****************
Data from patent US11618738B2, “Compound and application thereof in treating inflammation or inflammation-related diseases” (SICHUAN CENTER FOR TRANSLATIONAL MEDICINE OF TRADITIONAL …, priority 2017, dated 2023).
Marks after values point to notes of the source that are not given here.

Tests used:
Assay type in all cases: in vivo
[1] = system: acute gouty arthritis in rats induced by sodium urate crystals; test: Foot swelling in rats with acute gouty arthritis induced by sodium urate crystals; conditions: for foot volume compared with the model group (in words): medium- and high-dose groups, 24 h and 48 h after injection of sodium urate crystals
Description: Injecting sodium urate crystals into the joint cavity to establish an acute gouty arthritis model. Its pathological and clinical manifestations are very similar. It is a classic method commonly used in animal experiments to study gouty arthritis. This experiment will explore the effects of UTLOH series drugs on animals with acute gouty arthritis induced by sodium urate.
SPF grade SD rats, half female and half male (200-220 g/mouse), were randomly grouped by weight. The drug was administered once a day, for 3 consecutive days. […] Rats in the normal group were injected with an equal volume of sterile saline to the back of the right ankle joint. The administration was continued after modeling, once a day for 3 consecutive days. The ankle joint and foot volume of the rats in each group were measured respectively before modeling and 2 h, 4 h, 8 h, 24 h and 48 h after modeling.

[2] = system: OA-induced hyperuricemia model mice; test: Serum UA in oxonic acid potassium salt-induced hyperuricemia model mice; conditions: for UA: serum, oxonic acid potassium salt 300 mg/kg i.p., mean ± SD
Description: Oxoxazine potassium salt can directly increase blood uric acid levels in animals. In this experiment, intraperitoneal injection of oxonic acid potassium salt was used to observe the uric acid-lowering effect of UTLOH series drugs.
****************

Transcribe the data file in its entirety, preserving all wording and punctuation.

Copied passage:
Data from patent US11618738B2, “Compound and application thereof in treating inflammation or inflammation-related diseases” (SICHUAN CENTER FOR TRANSLATIONAL MEDICINE OF TRADITIONAL …, priority 2017, dated 2023).
Marks after values point to notes of the source that are not given here.

Tests used:
Assay type in all cases: in vivo
[1] = system: acute gouty arthritis in rats induced by sodium urate crystals; test: Foot swelling in rats with acute gouty arthritis induced by sodium urate crystals; conditions: for foot volume compared with the model group (in words): medium- and high-dose groups, 24 h and 48 h after injection of sodium urate crystals
Description: Injecting sodium urate crystals into the joint cavity to establish an acute gouty arthritis model. Its pathological and clinical manifestations are very similar. It is a classic method commonly used in animal experiments to study gouty arthritis. This experiment will explore the effects of UTLOH series drugs on animals with acute gouty arthritis induced by sodium urate.
SPF grade SD rats, half female and half male (200-220 g/mouse), were randomly grouped by weight. The drug was administered once a day, for 3 consecutive days. […] Rats in the normal group were injected with an equal volume of sterile saline to the back of the right ankle joint. The administration was continued after modeling, once a day for 3 consecutive days. The ankle joint and foot volume of the rats in each group were measured respectively before modeling and 2 h, 4 h, 8 h, 24 h and 48 h after modeling.

[2] = system: OA-induced hyperuricemia model mice; test: Serum UA in oxonic acid potassium salt-induced hyperuricemia model mice; conditions: for UA: serum, oxonic acid potassium salt 300 mg/kg i.p., mean ± SD
Description: Oxoxazine potassium salt can directly increase blood uric acid levels in animals. In this experiment, intraperitoneal injection of oxonic acid potassium salt was used to observe the uric acid-lowering effect of UTLOH series drugs.